ARDITI, ALBERT JUDAH (1891–1942), Greek socialist leader. Arditi, who was born in Salonika, was a paper merchant. He devoted his life to the Salonika socialist movement, the Salonikan Federation (the Socialist Labor Federation of Salonika), of which he was one of the founders in late spring 1909. He organized the city's trade union movement, contributed to the labor newspaper La Solidaredad Obradera, later called Avanti, and became its editor. He pulled the movement together when liberal criticism from joseph nehama and former students of the Alliance Israélite Universelle within the Federation almost fragmented the movement. When movement leader avraham ben-aroya was exiled in 1912, Arditi filled in as editor-in-chief of Avanti. He was one of the Federation's foremost leaders, but yet a simple activist and devoted Socialist. In December 1912, after Salonika was captured by Greece, Arditi was sentenced to three years' imprisonment for insulting the Greek king in one of his newspaper's articles. In opposition to the collaboration of the Federation with the royalist conservative political establishment, Arditi, together   with a small group of activists from the Federation, split off from the Federation in the summer of 1915. Arditi served as deputy mayor of Salonika and was a member of the Jewish Communal Council. A staunch fighter for his socialist ideals, he was outspoken and courageous in his public statements and was imprisoned by the authorities for his views. During World War II, Arditi, his wife, and children were deported to Birkenau and murdered by the Nazis. -ADD. BIBLIOGRAPHY: G.B. Leon, "The Greek Socialist Movement And The First World War: The Road To Unity," in: Eastern European Quarterly (1976), 26; D. Quataert, "The Workers of Salonica, 1850–1912," in: D. Quataert and Erik J. Zurcher (eds.), Workers and the Working Class in the Ottoman Empire and the Turkish Republic 18391950 (1995), 59–74; DA. Recanati (ed.), Zikhron Saloniki, I (1972), 317–18. (Baruch Uziel / Yitzchak Kerem (2nd ed.)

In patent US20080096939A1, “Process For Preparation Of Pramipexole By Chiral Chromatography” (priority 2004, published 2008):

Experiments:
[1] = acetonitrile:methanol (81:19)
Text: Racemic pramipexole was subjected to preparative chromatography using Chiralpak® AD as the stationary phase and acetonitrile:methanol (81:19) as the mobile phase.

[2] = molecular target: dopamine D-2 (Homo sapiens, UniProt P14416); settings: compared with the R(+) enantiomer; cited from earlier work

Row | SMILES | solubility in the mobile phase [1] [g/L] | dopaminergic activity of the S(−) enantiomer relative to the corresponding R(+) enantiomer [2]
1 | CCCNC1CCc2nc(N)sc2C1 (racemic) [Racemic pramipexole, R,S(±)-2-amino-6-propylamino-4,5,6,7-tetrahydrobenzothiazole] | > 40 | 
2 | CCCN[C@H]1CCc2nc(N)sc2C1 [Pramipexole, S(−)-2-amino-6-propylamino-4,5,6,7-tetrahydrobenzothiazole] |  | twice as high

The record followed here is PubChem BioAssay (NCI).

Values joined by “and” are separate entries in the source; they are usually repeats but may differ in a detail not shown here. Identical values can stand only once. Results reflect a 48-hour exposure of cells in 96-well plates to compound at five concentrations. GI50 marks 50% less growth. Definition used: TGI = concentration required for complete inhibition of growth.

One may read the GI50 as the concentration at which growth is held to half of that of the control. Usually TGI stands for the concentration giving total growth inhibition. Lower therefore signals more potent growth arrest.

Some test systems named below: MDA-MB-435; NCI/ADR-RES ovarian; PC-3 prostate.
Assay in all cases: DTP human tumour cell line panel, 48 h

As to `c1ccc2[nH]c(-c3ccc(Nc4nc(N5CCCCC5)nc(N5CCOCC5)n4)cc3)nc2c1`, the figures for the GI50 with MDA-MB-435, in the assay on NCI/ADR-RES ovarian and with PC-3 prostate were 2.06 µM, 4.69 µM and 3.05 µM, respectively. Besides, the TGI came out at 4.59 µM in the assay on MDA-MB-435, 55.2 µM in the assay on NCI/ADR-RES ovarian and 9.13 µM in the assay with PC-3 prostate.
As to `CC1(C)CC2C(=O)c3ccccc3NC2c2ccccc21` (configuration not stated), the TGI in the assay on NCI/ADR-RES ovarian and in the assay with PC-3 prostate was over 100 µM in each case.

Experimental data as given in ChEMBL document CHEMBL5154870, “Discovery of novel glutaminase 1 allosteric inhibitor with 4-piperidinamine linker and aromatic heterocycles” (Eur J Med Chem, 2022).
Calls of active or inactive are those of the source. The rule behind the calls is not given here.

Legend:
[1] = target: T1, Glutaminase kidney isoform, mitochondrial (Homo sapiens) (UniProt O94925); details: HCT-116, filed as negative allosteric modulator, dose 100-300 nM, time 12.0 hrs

Encyclopedia Judaica. 1971.

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